I love old stuff. I understand if you don’t (not everyone does) but I’m drawn to it like a kid to cotton candy. I love the rush of anticipation I get when I arrive at a flea market in my grubbies, latte in one hand and pulling my little red wagon with the other … my husband says I become a heat-seeking missile. I am focused and single-minded. There’s a treasure out there waiting to be found, and by golly I’m going to be the one to find it! Don’t bother me with Beany Babies and Tupperware lids, I’m lookin’ for cool stuff, old stuff, and good stuff!
I started “pickin'” as a kid, long before I knew what “picking” was. My first purchase? A blue willow plate for $2. My second? A Brownie camera for 25 cents. I was nine and had just finished reading a book called, of all things, “The Blue Willow Plate”, a story about a young girl during the depression who was mesmerized by her mother’s one prized possession. I saw that blue willow plate on a table at a neighborhood garage sale and couldn’t believe my good fortune! That plate travelled with me through my childhood and teen years, graced the wall of every kitchen I’ve called home, and eventually took up permanent residence in my china hutch. And the Brownie camera went to camp with me every summer and chronicled my life’s story in pictures until it was replaced by a fancy-schmancy Minolta 35-mm that took me years to learn how to use.
As much as I love The Hunt, there’s nothing quite like the euphoria I feel when I SCORE a real treasure. It’s truly a visceral response. I can still remember my elation upon finding an old check register in an abandoned homestead in Eastern Oregon … preserved by the elements so that I could still easily read the entries from 1929. Who did it belong to? What drew them to this place in the middle of No-Where, and how did they manage to sustain themselves in such a desolate area during such desolate times? This is the Stuff of Life that fascinates me.
I’m drawn to the textures of old linens, embossed writing on old books, and the porous salt glaze of aged pottery. I love tarnished silver and rusty tools, the artwork on old sheet music, and wooden crates and boxes that say stuff like “Remington” on the sides. I love to haggle and dicker (these are technical terms) and then drag it all home. I even love hearing my hubby, saint that he is, say those oft repeated words, “Uh, where are you planning to put THAT???” as I unload the contents of my car into the living room. And kitchen. And …. well, you get the idea.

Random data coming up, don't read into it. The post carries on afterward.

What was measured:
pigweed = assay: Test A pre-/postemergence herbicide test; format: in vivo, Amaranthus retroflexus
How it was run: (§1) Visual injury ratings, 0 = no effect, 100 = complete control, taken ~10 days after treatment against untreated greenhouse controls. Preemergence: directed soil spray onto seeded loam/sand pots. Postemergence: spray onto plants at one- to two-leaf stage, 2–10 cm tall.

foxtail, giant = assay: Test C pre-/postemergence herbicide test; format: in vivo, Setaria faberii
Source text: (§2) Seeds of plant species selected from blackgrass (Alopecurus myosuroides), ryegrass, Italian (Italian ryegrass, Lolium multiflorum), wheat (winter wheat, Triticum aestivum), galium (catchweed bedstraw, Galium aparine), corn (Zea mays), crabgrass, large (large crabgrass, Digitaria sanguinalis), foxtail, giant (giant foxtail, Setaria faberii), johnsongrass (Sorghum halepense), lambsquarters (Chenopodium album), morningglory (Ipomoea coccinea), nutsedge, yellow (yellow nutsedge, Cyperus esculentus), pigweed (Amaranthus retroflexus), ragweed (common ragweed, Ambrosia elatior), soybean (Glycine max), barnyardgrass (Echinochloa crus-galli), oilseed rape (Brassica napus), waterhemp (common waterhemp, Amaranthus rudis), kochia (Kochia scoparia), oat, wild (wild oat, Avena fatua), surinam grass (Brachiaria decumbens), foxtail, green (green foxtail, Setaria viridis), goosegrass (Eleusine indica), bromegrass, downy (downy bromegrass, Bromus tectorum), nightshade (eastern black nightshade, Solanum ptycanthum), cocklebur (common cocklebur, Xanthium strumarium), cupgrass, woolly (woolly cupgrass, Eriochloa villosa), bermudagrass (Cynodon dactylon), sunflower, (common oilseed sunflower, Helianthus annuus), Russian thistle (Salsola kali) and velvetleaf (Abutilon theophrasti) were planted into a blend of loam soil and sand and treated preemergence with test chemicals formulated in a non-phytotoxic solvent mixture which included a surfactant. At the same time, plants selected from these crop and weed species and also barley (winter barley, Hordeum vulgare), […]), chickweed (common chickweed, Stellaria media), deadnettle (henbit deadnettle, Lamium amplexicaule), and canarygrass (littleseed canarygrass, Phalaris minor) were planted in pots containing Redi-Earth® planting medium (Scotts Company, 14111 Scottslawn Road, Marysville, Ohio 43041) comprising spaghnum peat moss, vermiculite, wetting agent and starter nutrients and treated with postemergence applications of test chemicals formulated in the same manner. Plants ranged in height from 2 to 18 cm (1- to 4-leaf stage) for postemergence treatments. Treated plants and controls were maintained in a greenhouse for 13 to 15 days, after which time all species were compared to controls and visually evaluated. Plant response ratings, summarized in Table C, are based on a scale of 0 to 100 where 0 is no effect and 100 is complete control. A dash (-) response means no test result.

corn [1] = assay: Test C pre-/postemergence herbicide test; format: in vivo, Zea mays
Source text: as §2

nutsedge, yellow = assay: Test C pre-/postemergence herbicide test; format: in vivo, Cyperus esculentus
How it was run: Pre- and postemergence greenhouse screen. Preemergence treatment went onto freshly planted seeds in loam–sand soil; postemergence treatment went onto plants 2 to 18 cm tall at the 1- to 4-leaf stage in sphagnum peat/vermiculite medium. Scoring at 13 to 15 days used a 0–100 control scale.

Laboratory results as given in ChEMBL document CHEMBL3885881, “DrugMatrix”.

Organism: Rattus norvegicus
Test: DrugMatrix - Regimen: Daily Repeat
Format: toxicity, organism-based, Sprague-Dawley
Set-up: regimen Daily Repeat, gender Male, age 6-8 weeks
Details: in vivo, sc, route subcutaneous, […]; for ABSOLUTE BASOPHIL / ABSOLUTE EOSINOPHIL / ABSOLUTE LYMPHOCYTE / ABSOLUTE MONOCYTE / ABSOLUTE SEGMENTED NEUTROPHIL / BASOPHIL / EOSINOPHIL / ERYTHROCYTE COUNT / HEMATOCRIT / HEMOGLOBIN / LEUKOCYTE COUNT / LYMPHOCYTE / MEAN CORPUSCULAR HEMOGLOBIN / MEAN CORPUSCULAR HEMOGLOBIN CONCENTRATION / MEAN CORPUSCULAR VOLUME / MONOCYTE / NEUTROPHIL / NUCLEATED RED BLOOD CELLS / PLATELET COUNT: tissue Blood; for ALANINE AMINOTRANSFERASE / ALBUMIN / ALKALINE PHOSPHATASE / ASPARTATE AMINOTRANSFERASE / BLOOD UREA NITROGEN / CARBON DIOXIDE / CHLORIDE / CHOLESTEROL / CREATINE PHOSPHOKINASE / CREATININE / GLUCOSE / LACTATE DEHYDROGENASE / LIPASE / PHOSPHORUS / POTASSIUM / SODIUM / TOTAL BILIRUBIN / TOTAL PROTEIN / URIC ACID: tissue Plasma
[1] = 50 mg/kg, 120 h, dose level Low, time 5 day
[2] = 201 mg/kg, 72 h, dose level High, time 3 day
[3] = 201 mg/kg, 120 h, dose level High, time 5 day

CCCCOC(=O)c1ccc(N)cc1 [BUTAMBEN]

Let me be clear, not all old stuff is good stuff. And one woman’s treasure is often another’s trash. Beauty is most certainly in the eyes of the beholder, and what may call to me across a farm field of rusty implements may hold no appeal to you. But I find comfort in the inherent beauty of an old brown pitcher that has graced the kitchen table of many a family over the years, and served is owners’ well for generations. It has been the silent guest at a hundred family suppers and held more than a few bouquets of prized roses and dahlias lovingly snipped from the backyard garden before it came into my appreciative hands. And it deserves what I am going to give it … a new home!
We may live miles apart, but I connect with you on a soul level- the old stuff I treasure has deep sentimental family value. Over the years I have collected or inherited antiques related to both sides of our family. From the old petal sewing machine of Bill’s great grandmother, to the brass menorah brought over from Germany, my mother’s wing back chairs…and my great grandfather’s pulpit chairs with their cane bottoms. I appreciate all your blogs and look forward to more of your insights on life and love and found treasures. Thank you Cindy.
I understand and agree on all levels. I am more drawn to a rusty and beat up coffee pot than I am to something new and beautiful. I am happiest when I am surrounded with vintage goods. I live in a little house so full of “treasures” that I fail all “taste” meters for my decorating. And I am happy. I keep telling my husband I need a bigger house, and he keeps saying our house is the only thing that limits my spending and I’d just fill up a bigger one. Little does he know, that bigger house is already filled up, should I ever get it!!
Cindy, it’s queensgirl46 here. Little did I know when we first started talking about wonderful, wearable sentiments that transcend time that you also were an inveterate lover of antiques/old stuff/real shabby chic/kitch/retro/call-it-what-you-will treasures. A kindred spirit in another way. Nice.